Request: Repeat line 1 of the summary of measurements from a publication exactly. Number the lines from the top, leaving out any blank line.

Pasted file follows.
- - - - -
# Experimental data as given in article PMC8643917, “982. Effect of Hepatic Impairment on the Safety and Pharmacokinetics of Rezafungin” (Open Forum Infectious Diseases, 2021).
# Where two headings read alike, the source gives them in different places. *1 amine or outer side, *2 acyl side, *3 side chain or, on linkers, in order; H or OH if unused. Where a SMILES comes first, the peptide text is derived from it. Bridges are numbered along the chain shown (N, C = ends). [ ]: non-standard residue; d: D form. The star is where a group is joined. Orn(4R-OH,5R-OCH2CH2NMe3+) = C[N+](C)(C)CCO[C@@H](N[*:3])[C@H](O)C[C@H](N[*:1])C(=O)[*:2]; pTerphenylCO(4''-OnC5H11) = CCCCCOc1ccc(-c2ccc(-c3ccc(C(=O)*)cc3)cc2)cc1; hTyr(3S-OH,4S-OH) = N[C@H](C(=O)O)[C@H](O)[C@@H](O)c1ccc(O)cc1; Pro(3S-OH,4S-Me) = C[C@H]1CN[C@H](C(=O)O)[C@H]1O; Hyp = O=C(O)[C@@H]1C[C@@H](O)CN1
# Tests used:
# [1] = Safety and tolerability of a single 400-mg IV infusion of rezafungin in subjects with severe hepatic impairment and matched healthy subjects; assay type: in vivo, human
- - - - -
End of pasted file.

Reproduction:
# Experimental data as given in article PMC8643917, “982. Effect of Hepatic Impairment on the Safety and Pharmacokinetics of Rezafungin” (Open Forum Infectious Diseases, 2021).